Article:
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This article was published 4/2/2014 (845 days ago), so information in it may no longer be current.
RALEIGH, N.C. -- Chris Thorburn understands he is playing with house money right now. And no one knows better than the veteran winger that he is just keeping Evander Kane's spot on the left flank of Mark Scheifele and Blake Wheeler warm until the sniper returns from injury.
But, dang it if playing the hero can be a ton of fun, too.
"It feels great, man, just to chip in," said Thorburn, who scored the game-winner with 1:03 remaining in Tuesday's 2-1 Winnipeg Jets win over the Carolina Hurricanes.
"I'm not a guy that is depended upon to score goals but at the same time I still feel confident to be able to do that when I get the opportunity. I've been given a great opportunity right now and I'm playing with two great players who are helping me out and helping along the way.
"So, if I can contribute and finish off some plays that they create, it's a bonus. My role won't change: it will still be to open up some us for them, let them do their thing, create some havoc and try to get them the puck."
For the record, the game-winner was just Thorburn's fourth in a career that spans 516 games -- and his first decisive marker since the 2008-09 season.
But he's made it this far by understanding his role and being one of those popular glue guys in the dressing room.
"I was definitely nervous when they came to me (about moving up to the second line for Kane)," said Thorburn. "Evander's a great player and no way would I ever think I could fill his shoes. But at the same time I do have a job to do. I just try to stick to the same philosophy I had on the fourth line: get the guys the puck.
"I've been around for awhile. I understand my role. It's not going to change and in some ways it's a little bit better because if somebody tries to take liberties with (Scheifele and Wheeler) it's easier for me to step in right away rather than wait a period or so. I'm looking out for them and still playing hockey.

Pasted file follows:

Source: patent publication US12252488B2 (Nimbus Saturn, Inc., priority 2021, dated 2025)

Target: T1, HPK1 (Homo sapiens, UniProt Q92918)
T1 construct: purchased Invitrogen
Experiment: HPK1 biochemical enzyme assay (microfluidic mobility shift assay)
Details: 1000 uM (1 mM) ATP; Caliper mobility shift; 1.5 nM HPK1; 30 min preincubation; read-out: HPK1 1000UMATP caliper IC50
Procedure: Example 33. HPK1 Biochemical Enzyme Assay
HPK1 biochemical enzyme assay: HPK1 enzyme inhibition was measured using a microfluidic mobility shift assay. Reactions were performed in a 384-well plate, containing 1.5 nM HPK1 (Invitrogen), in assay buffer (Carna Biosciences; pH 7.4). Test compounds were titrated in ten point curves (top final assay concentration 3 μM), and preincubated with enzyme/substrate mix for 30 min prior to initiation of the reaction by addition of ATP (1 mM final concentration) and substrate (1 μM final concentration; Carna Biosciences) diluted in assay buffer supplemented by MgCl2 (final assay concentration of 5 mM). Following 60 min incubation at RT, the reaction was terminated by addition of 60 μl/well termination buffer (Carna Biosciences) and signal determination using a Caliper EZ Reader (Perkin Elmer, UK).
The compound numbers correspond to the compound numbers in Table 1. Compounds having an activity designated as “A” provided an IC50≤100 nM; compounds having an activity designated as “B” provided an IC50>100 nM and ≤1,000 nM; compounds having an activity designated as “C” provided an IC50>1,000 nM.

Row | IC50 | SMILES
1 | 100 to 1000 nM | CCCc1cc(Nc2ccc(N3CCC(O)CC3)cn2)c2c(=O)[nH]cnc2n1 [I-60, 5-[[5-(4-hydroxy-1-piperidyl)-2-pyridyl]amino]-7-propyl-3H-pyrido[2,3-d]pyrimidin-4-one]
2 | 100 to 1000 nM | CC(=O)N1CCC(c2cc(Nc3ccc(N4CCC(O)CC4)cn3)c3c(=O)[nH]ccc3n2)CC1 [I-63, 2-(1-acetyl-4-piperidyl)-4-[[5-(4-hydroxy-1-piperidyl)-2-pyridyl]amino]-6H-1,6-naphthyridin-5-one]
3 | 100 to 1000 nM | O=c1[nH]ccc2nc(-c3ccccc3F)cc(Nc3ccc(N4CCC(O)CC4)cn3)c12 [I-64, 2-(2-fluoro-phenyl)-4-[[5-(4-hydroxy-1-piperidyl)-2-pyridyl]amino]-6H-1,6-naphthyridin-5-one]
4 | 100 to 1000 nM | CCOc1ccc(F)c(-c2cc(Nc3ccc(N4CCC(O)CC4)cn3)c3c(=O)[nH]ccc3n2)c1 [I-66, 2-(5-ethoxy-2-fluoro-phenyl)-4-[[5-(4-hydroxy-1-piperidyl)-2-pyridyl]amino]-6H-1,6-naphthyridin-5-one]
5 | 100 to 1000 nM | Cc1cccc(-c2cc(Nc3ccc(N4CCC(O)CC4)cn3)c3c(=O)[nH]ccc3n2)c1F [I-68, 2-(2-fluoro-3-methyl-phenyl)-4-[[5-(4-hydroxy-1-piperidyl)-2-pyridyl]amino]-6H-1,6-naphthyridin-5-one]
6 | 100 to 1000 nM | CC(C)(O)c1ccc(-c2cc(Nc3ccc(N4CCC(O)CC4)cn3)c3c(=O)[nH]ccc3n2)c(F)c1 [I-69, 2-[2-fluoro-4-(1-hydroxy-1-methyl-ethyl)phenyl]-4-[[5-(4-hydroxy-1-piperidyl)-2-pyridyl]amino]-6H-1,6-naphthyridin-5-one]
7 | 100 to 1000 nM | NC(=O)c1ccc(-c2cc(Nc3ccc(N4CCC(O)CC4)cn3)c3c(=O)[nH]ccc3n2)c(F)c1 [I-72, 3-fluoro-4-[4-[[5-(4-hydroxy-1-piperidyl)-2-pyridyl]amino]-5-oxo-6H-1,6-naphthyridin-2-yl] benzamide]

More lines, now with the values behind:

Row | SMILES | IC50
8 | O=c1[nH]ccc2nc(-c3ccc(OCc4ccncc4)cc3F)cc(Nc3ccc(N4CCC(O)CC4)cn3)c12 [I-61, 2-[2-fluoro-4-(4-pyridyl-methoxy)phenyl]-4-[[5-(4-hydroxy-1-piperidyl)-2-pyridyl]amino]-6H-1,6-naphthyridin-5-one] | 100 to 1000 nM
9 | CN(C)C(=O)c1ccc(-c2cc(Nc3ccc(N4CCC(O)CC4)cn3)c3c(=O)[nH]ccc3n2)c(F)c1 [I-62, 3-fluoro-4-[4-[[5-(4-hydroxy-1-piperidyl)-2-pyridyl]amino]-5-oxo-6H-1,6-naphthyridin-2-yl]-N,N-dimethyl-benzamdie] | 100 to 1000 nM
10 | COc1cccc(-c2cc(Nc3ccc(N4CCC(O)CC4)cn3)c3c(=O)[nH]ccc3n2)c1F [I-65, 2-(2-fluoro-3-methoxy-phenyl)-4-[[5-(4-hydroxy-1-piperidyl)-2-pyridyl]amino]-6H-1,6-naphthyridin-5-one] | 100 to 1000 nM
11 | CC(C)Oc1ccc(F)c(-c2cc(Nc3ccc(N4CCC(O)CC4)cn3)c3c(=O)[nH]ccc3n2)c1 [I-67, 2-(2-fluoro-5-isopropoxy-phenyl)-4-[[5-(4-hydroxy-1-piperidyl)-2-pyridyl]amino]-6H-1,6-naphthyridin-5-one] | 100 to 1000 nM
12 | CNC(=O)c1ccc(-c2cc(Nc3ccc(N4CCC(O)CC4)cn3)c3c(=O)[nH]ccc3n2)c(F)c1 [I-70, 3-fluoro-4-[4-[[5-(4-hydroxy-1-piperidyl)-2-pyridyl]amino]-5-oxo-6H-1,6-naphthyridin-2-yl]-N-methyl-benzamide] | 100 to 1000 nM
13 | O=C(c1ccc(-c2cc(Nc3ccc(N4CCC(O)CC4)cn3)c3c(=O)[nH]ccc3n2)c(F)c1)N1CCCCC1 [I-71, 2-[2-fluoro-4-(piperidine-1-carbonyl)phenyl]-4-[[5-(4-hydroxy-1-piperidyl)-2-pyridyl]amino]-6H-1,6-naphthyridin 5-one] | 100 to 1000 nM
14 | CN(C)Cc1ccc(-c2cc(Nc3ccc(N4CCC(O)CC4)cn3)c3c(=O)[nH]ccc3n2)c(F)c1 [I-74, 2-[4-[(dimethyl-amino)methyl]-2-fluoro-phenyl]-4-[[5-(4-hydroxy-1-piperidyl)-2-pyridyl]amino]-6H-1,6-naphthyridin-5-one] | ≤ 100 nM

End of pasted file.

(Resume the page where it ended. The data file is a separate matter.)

"Good players make you play better. I appreciate what they've done for me and the opportunity I've been given."
Thorburn's work, not surprisingly, didn't go unnoticed by coach Paul Maurice Tuesday.
"He brought a different element to that line, physicality," said Maurice. "He keeps his shifts short. I'm glad for guys like that who don't get a lot of offensive looks, and he's gone from that line to the fourth line and back and he's the same guy. Same guy on the bench, great team guy... it's nice for those guys because they feel a part of the offence.
"And game-winning goal, too. Tight-game goals are so important for those guys who are heart-and-soul in your room."
Maurice, FYI, is from Sault Ste. Marie, Ont. -- as is Thorburn.
And that was mentioned by the bench boss after the game when he was asked if he thought the players had tried to win the game for him in his return to his old stomping grounds in Carolina.
"Not based on the way we played," said Maurice with a grin.
"This isn't my first tour through here, but we all care about each other in there. So, I'm taking it. A Soo boy... the only guy that knew was the guy from Sault Ste. Marie. He was going to make it big. That's why I kept playing him."
FYI: Jets' draft pick Eric Comrie was named Tuesday as the Western Hockey League's Goaltender of the Month for January. The 18-year-old Edmonton product -- a second-round pick (59th overall) in 2013 -- posted an 8-2-0-1 record with one shutout for the Tri-City Americans. During January he posted a 1.35 goals-against average and .962 save percentage.
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